- The Washington Times - Monday, October 18, 2004

Women’s rights advocates have won sweeping reforms of marriage and divorce laws in Morocco and Egypt by basing their arguments on an unlikely source — the Koran.

The latest reforms were in Morocco, where the parliament in February approved landmark changes to a 46-year-old family law by granting women property rights in marriage and the right to divorce.

Supporters of the changes — including King Mohammed VI — relied on verses from the Koran to support the reform.

“We showed in Morocco that there is no such thing as a contradiction between Islam and modernity, and there is no contradiction between Islam and equality between men and women,” said Aziz Mekouar, Moroccan ambassador to the United States.

The reforms also placed new restrictions on polygamy, requiring a husband seeking a second wife to first demonstrate to a judge that he can provide for the second wife as well as he has the first.

Morocco also raised the minimum age of marriage for women from 15 to 18 — the same age for men.

In Egypt, female politicians and activist groups relied on Islamic teachings to help pass changes to the country’s personal-status laws, making it easier for women to get a divorce.

In the past, Egyptian men could divorce their wives at will, but women had to prove they had been injured or harmed. Women now can get a divorce based on incompatibility.

The key to the legislative victories in both countries was that women’s rights advocates based their arguments on the Koran and worked within the existing political system, said Diane Singerman, an associate professor at American University specializing in Middle Eastern politics.

“It represents a learning curve within the women’s movement,” she said at a recent forum at the Woodrow Wilson International Center for Scholars. “Now the women’s movement is poised to do more extensive lobbying.”

She added, “These women basically turned Islam into an asset.”

In both Morocco and Egypt, as elsewhere in the region, family law is based on Islamic law or Shariah, whereas most other laws have a secular basis.

The Koran clearly spells out that women and men are to be treated equally, said Maysam Al Faruqi, a professor of Islamic studies at Georgetown University. But in some cases, she said, the text has been misinterpreted to deny women their rights.

In other instances, she said, laws geared toward protecting Muslim women were added, but they had the unintended side effect of denying women their full rights. Muslim women now see it as their duty to correct these misinterpretations of the Koran.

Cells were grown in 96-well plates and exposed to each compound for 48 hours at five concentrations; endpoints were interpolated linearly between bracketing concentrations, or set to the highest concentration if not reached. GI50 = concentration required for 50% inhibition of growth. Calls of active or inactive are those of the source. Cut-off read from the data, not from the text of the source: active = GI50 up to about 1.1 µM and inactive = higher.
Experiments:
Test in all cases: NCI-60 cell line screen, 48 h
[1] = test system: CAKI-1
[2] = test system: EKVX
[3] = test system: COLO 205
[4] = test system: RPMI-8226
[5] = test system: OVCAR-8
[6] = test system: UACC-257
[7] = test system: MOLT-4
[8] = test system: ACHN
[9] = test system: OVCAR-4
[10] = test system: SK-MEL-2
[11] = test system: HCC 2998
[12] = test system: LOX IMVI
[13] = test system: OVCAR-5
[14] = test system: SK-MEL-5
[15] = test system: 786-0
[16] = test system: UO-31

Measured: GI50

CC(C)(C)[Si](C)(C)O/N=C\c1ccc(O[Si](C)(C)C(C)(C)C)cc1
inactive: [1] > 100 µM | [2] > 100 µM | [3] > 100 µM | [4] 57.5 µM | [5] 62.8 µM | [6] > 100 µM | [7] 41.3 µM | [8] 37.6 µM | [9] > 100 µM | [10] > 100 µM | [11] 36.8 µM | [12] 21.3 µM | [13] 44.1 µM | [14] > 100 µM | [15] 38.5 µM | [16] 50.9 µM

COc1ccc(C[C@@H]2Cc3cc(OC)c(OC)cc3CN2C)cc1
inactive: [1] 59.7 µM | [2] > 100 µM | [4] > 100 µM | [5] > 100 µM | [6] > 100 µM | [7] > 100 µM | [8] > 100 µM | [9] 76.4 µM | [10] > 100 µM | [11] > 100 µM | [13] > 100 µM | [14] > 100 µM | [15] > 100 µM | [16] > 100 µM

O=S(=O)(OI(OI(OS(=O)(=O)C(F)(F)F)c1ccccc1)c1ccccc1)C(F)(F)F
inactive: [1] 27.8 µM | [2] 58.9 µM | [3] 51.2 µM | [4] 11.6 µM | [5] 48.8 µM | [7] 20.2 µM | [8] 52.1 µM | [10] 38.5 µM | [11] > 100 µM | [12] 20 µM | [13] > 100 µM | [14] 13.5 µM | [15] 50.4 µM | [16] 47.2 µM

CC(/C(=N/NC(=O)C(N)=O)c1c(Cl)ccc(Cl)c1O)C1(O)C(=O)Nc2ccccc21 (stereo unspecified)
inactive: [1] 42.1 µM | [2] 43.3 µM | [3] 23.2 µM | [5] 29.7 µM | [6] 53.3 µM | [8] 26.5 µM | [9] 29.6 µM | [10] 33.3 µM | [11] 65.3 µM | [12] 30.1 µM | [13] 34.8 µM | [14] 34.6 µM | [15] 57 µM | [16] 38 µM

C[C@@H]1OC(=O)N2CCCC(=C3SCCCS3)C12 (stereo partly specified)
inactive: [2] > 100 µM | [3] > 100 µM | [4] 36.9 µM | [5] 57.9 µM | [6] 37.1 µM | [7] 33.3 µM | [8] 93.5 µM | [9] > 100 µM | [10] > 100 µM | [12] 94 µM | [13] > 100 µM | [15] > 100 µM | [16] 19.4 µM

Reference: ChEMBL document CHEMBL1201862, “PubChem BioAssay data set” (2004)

“In general, Muslim feminists don’t operate outside the realm of Islam,” she said. “They use that religion to restore their rights.”

Ms. Al Faruqi said it is important to understand that most Muslim women do not want blind equality. There is a belief that because a wife is responsible for child rearing, her husband has a greater responsibility to provide financially for the family.

“Because of the fact that women have to carry children and therefore must provide time and effort and attention and care, they make the financial obligation fall on the man instead of the woman,” she said. “It equalizes the responsibility.”

Despite the gains, Farida Deif, a North Africa and Middle East researcher for Human Rights Watch, cautioned that men and women remain far from equal in both Egypt and Morocco.

For instance, she said, if an Egyptian woman files for divorce based on incompatibility, she must return the dowry paid by her husband and cannot seek alimony. She also has no rights to the couple’s home.

“They are perpetually at risk of becoming homeless. There’s no sense of shared marital property,” she said. “Divorce can be basically tantamount to homelessness in the region.”

Throughout North Africa, she said, women accused of adultery or extramarital affairs face harsh laws while husbands accused of killing their wives for committing adultery can have their sentences reduced.

Even when the laws are changed, as in the case of Morocco, that does not mean women will take advantage of them.

“One big problem is public awareness, especially with a lot of older, immigrant women,” said Susan Schaefer Davis, a socio-economist and author of “Patience and Power: Women’s Lives in a Moroccan Village.”

She spoke at a forum sponsored by the Moroccan American Center for Policy earlier this week.

Besides learning about the new laws, Ms. Davis said, women in rural areas must travel to family courts in the provincial capital, which can prove extremely difficult. Once at the court, women then must rely on the judges to apply the new laws appropriately.

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